Monday, May 4, 2009

OpenGL ES From the Ground Up, Part 1 Addendum: Alphabet Soup

One problem with blog postings is that they are self-edited. For my postings here, I have no external technical review and no copy editing done. Mostly, it's not too much of a problem, as smart people read this blog and quickly point out my errors, and people seem to be pretty forgiving of the occasional grammatical or spelling gaffe.

But, sometimes, the result of this being a one-man production is that I miss something that I really, really should have included. While re-reading part 4, I realized that I used both glLightfv() and glLightf() and it occurred to me that I never explained the naming format for OpenGL function calls. Back in part 1, I went through all the trouble of explaining the different OpenGL datatypes, but I didn't explain how they related to the alphabet soup at the end of the function call.

So, let me rectify this for those of you that haven't figured it out already.

OpenGL calls that don't take any parameters don't have alphabet soup at the end.There is only one version of those methods. Here's an example:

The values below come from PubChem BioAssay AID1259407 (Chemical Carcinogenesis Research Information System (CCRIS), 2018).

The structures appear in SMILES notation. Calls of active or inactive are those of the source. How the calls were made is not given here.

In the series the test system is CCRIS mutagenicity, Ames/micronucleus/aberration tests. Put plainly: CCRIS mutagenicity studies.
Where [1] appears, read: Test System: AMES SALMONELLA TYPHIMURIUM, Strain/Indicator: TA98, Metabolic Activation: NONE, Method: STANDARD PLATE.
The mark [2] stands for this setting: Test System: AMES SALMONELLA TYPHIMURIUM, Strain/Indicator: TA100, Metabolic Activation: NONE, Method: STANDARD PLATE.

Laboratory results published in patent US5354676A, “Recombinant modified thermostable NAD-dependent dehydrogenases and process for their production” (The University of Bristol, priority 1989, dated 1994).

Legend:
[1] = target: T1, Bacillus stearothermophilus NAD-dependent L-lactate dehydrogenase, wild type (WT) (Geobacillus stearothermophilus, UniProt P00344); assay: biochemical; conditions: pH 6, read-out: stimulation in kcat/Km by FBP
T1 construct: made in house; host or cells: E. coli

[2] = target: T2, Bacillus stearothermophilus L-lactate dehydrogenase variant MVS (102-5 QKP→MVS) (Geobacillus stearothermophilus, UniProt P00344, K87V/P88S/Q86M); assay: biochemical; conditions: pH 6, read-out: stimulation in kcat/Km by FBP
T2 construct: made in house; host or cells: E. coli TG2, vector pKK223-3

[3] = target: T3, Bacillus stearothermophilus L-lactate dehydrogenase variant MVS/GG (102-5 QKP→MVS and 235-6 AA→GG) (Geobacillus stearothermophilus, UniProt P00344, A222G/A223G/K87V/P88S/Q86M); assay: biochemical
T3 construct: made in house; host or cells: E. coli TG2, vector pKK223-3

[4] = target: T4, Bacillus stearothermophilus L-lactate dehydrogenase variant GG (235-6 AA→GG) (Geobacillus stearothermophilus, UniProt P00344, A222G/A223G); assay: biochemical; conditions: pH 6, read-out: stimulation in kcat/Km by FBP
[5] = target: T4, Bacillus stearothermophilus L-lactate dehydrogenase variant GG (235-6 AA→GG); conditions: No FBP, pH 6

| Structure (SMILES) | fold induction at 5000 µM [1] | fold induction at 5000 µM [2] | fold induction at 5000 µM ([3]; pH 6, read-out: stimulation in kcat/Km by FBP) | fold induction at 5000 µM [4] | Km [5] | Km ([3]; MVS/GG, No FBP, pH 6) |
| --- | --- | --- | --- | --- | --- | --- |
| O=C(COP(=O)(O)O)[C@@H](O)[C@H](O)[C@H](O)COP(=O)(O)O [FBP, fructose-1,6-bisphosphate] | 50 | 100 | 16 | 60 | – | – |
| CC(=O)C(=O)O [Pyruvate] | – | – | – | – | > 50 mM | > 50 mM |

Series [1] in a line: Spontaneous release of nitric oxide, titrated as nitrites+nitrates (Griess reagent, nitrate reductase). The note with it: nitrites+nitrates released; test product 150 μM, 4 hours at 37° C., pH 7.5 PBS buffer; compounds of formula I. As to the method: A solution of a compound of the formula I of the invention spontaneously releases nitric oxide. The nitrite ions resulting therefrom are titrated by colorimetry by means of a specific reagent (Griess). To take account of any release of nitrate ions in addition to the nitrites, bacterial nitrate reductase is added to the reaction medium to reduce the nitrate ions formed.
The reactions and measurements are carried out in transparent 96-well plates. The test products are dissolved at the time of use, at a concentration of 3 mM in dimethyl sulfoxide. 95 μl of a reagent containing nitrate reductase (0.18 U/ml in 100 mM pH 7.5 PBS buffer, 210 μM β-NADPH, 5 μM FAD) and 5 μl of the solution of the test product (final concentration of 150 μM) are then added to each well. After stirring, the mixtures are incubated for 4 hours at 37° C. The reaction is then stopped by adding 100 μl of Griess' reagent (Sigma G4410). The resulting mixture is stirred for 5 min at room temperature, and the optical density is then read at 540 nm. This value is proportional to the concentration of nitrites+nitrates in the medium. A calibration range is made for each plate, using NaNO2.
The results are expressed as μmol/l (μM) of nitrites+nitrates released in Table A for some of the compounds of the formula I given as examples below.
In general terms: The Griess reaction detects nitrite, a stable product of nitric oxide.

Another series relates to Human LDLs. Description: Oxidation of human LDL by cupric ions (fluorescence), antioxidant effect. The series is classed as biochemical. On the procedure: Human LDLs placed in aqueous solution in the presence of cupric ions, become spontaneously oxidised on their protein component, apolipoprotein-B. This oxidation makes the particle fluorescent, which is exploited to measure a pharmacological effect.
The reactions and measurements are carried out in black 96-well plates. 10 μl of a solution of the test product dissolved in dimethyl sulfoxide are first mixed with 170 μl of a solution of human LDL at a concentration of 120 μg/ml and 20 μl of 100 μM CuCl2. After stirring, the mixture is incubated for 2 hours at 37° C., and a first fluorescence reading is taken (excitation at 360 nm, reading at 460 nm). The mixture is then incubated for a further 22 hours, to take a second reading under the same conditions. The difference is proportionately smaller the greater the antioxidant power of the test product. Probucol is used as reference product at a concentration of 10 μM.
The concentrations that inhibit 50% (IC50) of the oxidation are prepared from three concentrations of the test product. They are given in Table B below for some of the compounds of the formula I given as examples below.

GL_ENUM error = glGetError();

The same is basically true for methods that take only a specific type of parameter, such as GL_ENUM:


However, the vast majority of OpenGL function calls can be made using more than one dataype. This is much more pronounced in regular OpenGL, where most function calls have at least a half-dozen different variants, allowing you to pass GLshort, GLbyte, GLint, GLfloat, GLDouble, or GLfixed by value or by reference. In OpenGL ES, there's a much smaller subset of function calls and datatypes, so it's not quite as daunting or confusing, however OpenGL ES still follows the same naming convention, so it's a good idea to understand what that alphabet soup means.